TEXAS CITY — The transformation of the old Texas City High School campus into the new Blocker Middle School is complete. The new middle school students got their first look at the hallways and classrooms they’ll be occupying this semester during a sneak peek of the building Tuesday.

“This one is so much better than the old school,” said Emily Devasier, 13.

She was a seventh-grade student at the old Blocker Middle School and will be going to eighth grade at the new building.

Devasier noticed how clean the campus was and looked forward to her upcoming art classes.

She said she didn’t think there was anything she would miss from the old middle school campus.

The approximately 152,000-square-foot middle school includes the old high school’s library, student center, auditorium, band hall and two gyms — all of which have been renovated — plus about 85,000 square feet of new construction.

The two-story academic wing of the campus will house the seventh-grade on the first floor and eighth- graders on the second floor. Classrooms will be clustered together in a pod concept with shared space in between classrooms with councilors and assistant principals nearby.

The school’s existing auditorium had lighting and sound upgrades to go along with other renovations of the campus.

Parts of the campus buildings have exposed ceilings and window cutouts to give students a look into the building’s inner workings.

And there are even raised beds at the new campus so the Garden Club can continue its popular vegetable gardening project begun at the old campus in conjunction with the St. George’s Episcopal Church.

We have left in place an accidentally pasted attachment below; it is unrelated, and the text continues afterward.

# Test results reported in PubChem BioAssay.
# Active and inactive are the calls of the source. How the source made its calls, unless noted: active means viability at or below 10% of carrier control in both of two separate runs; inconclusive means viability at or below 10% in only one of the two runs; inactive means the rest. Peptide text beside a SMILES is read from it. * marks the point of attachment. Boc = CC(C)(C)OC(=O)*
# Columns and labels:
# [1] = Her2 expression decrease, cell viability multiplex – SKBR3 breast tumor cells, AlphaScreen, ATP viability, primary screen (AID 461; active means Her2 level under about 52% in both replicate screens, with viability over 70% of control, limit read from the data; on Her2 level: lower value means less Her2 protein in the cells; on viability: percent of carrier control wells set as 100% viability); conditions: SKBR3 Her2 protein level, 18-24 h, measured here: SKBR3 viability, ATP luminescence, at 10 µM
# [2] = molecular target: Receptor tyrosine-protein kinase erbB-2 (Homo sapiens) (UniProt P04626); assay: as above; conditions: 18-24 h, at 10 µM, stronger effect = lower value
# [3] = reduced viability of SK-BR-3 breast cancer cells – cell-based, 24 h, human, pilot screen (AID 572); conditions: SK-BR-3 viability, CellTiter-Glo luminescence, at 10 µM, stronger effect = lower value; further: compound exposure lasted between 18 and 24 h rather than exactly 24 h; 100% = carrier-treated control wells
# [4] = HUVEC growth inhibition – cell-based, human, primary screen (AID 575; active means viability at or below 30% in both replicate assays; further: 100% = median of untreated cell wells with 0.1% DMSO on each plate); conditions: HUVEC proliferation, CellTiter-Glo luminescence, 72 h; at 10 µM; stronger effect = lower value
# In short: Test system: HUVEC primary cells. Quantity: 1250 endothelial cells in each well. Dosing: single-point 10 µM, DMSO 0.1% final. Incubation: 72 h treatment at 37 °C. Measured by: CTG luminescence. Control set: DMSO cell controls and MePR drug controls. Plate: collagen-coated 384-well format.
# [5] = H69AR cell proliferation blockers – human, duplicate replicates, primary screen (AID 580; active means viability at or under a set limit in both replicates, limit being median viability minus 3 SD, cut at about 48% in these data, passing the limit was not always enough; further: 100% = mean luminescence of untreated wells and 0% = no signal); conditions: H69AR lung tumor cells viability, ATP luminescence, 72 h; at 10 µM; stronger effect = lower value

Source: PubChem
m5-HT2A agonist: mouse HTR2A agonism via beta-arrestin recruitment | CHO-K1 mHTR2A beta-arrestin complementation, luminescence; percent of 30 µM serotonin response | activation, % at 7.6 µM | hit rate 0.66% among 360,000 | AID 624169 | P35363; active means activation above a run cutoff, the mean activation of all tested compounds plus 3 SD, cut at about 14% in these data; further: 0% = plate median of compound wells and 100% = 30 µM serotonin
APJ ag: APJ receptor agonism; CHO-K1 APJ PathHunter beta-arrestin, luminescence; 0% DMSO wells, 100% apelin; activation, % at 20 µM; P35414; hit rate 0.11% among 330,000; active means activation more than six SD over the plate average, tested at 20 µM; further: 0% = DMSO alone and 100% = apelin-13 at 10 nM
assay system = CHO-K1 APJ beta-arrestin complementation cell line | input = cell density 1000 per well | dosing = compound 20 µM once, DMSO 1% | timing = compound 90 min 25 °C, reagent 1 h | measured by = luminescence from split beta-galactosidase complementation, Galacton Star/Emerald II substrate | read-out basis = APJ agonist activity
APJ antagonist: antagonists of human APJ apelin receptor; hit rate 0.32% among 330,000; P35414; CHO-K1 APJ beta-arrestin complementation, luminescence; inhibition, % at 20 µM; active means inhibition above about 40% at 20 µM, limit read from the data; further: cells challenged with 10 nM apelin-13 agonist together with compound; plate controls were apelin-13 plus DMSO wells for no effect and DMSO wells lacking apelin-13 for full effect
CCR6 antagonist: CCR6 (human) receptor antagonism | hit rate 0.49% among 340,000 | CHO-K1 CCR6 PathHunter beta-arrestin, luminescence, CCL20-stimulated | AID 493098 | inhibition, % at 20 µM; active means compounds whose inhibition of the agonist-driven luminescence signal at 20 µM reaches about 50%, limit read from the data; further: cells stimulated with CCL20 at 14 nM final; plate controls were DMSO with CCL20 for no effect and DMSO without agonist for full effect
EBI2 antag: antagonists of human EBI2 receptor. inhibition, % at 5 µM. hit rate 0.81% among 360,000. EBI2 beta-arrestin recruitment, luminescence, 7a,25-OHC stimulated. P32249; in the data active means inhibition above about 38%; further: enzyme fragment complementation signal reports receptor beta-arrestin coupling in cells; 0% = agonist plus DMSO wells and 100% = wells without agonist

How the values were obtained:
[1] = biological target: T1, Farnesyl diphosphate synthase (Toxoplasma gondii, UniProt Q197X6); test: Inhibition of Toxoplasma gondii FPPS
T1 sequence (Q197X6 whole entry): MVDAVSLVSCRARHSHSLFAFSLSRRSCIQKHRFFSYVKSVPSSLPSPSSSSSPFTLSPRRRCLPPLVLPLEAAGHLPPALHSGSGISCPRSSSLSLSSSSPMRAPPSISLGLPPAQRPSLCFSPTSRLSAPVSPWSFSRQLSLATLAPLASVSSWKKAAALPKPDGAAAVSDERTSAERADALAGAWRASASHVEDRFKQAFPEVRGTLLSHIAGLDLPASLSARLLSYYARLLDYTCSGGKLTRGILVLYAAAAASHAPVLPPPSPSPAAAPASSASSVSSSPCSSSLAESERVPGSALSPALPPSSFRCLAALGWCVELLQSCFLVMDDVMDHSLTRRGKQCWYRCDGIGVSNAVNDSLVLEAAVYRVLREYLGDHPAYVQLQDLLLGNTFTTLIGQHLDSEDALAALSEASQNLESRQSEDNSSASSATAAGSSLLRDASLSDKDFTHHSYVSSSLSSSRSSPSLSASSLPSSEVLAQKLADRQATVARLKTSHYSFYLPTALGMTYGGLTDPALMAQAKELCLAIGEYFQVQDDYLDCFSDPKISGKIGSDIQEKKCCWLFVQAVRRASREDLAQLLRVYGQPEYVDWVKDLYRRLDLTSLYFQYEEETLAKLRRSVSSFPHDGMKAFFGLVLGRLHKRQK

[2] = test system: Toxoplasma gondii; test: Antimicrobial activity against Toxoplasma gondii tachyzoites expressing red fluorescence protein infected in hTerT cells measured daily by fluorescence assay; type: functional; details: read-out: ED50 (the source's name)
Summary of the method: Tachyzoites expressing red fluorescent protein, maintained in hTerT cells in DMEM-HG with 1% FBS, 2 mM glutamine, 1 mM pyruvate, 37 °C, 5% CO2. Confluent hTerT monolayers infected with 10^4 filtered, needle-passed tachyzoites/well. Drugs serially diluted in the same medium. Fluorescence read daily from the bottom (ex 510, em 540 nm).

The $27 million project is coming in on budget and, while there are still a few things to finish up, those will be done on time to welcome students on Monday, said Jack Haralson, the school district’s construction and facilities director.

Ethan Allred, 13, would be starting seventh grade next, and he was in the Valero STEM Smart Lab on Tuesday.

“It’s nice,” Allred said as he was at the flight simulator controls at one of the desks.

A week before class was scheduled to begin, Allred was already wondering how long he would get to spend in the lab.

Valero provided the $247,000 for the lab that would focus on science, technology, engineering and math, said Melissa Tortorici, a Texas City school district spokesperson.

Stacey Richardson, the STEM lab teacher, said students would do projects involving circuitry, photography, digital communication and mechanical engineering, among other things.

She said teachers at the high school were thrilled to see the middle school would have the STEM lab.

“If (students) come in here and find out what they enjoy when they get (to high school), they’ll know exactly what route they want to take,” Richardson said.

On Tuesday evening, Blocker Middle School Principal Julie Southward was busy preparing to welcome students and their parents to the campus for the first time. She said she and the teachers were excited about everything from the layout of the classrooms to the live stingray that will eventually reside in an aquarium on campus. But, Southward said, what she was most looking forward to were the students.

“The only thing the building is missing is kids,” Southward said. “We are looking forward to seeing kids in the building tonight for the first time, and then it is really going to look like a school.”

Contact reporter Christopher Smith Gonzalez at 409-683-5314 or chris.gonzalez@galvnews.com.

(0) comments

Welcome to the discussion.

Keep it Clean. Please avoid obscene, vulgar, lewd, racist or sexually-oriented language.
Don't Threaten. Threats of harming another person will not be tolerated.
Be Truthful. Don't knowingly lie about anyone or anything.
Be Nice. No racism, sexism or any sort of -ism that is degrading to another person.
Be Proactive. Use the 'Report' link on each comment to let us know of abusive posts.
Share with Us. We'd love to hear eyewitness accounts, the history behind an article.